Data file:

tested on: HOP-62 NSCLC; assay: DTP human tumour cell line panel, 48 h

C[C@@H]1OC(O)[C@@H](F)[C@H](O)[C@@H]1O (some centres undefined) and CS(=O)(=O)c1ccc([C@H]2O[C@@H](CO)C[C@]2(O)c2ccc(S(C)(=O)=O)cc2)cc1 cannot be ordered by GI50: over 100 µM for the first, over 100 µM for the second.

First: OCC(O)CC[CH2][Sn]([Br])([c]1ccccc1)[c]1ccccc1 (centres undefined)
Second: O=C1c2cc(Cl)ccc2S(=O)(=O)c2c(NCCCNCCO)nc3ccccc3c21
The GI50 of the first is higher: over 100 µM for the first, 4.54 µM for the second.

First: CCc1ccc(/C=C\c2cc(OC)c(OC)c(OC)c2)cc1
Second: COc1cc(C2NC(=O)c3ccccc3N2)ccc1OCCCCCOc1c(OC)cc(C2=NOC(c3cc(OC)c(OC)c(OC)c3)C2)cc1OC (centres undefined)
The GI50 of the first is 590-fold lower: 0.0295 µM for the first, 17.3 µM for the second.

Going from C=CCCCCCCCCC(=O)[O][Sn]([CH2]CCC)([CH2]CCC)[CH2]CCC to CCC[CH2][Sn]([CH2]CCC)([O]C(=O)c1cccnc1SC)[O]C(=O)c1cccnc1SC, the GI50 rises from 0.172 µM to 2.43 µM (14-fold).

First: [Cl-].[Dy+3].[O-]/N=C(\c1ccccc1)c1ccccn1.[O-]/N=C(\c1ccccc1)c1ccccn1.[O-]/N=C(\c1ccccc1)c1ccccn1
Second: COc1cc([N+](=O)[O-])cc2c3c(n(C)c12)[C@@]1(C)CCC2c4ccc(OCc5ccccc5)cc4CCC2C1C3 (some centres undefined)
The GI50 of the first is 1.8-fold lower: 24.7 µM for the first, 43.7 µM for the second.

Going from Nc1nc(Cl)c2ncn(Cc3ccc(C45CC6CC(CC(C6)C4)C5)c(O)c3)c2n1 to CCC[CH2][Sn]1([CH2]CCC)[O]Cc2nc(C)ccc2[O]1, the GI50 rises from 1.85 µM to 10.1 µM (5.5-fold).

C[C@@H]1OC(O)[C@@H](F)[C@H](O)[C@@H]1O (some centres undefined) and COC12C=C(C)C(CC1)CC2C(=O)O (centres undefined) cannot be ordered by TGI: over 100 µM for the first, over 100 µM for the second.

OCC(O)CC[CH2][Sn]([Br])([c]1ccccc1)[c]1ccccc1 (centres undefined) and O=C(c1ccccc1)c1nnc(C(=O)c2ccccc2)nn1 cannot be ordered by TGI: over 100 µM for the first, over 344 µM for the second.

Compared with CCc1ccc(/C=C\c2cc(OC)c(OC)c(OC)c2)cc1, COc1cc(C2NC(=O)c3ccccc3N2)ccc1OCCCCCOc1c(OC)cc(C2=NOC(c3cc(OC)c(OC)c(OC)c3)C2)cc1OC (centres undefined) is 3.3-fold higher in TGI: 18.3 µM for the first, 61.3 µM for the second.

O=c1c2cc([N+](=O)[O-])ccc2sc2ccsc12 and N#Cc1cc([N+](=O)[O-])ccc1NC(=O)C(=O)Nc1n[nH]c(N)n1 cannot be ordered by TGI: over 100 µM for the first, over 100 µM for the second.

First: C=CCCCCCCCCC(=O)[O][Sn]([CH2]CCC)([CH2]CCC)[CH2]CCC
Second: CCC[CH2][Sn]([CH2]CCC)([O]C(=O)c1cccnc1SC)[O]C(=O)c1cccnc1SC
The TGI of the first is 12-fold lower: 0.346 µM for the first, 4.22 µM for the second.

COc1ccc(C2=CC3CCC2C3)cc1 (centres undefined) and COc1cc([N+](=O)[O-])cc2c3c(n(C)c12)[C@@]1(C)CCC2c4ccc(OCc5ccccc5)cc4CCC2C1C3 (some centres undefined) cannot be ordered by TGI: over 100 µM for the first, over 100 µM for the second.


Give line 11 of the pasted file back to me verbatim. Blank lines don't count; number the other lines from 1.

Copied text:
Second: COc1cc([N+](=O)[O-])cc2c3c(n(C)c12)[C@@]1(C)CCC2c4ccc(OCc5ccccc5)cc4CCC2C1C3 (some centres undefined)